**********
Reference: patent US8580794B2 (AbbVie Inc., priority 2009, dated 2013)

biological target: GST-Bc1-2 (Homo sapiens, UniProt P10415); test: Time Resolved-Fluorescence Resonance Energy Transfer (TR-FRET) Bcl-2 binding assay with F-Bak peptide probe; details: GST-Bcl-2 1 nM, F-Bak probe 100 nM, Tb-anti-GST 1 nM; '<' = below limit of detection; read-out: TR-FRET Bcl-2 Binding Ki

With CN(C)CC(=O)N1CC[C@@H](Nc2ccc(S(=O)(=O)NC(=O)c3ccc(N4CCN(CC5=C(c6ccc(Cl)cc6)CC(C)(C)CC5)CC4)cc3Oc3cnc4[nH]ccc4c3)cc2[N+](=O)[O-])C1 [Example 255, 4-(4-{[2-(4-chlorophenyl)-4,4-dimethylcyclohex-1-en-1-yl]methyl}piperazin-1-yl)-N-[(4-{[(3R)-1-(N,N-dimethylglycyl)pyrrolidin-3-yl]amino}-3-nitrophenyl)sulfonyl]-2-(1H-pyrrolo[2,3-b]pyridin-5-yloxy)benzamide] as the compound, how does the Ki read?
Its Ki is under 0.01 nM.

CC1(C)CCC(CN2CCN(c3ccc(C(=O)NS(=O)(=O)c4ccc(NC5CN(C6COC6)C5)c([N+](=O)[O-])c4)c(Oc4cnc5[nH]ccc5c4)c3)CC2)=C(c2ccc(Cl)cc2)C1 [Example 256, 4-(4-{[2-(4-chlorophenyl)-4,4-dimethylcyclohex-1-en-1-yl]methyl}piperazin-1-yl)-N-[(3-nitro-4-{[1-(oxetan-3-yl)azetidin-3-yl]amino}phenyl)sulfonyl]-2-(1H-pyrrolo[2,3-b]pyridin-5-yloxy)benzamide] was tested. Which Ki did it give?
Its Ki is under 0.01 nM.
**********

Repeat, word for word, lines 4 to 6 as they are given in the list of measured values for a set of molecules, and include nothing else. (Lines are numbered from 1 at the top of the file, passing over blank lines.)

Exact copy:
Its Ki is under 0.01 nM.

CC1(C)CCC(CN2CCN(c3ccc(C(=O)NS(=O)(=O)c4ccc(NC5CN(C6COC6)C5)c([N+](=O)[O-])c4)c(Oc4cnc5[nH]ccc5c4)c3)CC2)=C(c2ccc(Cl)cc2)C1 [Example 256, 4-(4-{[2-(4-chlorophenyl)-4,4-dimethylcyclohex-1-en-1-yl]methyl}piperazin-1-yl)-N-[(3-nitro-4-{[1-(oxetan-3-yl)azetidin-3-yl]amino}phenyl)sulfonyl]-2-(1H-pyrrolo[2,3-b]pyridin-5-yloxy)benzamide] was tested. Which Ki did it give?
Its Ki is under 0.01 nM.